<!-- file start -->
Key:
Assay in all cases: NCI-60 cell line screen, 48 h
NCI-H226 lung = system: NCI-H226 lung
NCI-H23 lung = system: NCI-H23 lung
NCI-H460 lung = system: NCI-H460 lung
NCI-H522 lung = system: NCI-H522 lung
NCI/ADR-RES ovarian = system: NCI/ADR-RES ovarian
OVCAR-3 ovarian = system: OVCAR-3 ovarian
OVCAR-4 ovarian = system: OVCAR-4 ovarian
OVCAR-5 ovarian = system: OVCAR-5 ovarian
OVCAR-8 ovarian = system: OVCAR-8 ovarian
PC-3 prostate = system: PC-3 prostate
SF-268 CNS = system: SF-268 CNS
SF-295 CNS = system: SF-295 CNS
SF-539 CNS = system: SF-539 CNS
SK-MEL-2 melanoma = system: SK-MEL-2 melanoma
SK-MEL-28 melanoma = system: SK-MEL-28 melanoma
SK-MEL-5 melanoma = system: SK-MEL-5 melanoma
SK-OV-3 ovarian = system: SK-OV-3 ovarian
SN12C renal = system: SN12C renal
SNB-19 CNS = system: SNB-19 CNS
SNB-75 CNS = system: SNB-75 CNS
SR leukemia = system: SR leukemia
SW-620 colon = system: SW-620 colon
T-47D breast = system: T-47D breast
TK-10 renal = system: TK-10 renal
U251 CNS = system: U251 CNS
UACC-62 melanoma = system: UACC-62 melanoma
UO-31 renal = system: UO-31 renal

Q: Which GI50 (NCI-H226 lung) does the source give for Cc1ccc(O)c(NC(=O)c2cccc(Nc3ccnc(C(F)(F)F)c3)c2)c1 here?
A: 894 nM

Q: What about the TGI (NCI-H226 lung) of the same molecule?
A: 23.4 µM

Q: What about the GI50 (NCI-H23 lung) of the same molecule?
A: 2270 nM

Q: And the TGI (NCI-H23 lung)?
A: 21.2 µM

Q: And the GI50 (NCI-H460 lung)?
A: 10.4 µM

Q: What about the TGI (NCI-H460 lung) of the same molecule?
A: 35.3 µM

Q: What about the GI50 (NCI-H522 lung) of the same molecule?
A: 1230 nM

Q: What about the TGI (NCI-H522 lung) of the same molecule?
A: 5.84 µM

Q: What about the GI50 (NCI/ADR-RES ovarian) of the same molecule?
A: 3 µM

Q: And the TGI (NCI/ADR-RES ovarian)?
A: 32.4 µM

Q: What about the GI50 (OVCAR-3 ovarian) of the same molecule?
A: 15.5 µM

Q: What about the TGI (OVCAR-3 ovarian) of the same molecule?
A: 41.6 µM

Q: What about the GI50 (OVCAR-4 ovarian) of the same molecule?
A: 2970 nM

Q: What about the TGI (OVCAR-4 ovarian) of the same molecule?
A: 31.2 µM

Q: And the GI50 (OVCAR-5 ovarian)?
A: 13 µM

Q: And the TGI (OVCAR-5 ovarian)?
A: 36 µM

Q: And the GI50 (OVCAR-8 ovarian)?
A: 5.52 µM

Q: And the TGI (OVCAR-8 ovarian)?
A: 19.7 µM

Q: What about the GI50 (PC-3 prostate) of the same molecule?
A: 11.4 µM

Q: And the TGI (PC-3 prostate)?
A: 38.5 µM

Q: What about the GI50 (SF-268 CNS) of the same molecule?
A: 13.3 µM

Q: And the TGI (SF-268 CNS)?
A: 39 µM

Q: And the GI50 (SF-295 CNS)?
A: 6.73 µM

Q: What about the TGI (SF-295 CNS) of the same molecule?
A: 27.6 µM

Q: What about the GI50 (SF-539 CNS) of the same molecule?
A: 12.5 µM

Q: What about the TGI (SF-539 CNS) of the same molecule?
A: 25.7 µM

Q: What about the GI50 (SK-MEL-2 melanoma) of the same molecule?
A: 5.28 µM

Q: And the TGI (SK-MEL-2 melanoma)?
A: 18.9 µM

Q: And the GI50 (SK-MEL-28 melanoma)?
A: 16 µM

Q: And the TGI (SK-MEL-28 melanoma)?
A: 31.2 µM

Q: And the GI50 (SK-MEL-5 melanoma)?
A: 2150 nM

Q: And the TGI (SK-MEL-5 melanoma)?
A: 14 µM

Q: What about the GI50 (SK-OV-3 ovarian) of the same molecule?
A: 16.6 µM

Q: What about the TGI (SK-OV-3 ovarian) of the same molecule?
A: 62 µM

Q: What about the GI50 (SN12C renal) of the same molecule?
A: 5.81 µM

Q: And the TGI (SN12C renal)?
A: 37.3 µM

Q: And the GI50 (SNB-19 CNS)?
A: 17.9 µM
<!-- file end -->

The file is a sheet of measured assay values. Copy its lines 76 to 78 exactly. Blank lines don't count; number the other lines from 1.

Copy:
Q: What about the TGI (SF-295 CNS) of the same molecule?
A: 27.6 µM

Q: What about the GI50 (SF-539 CNS) of the same molecule?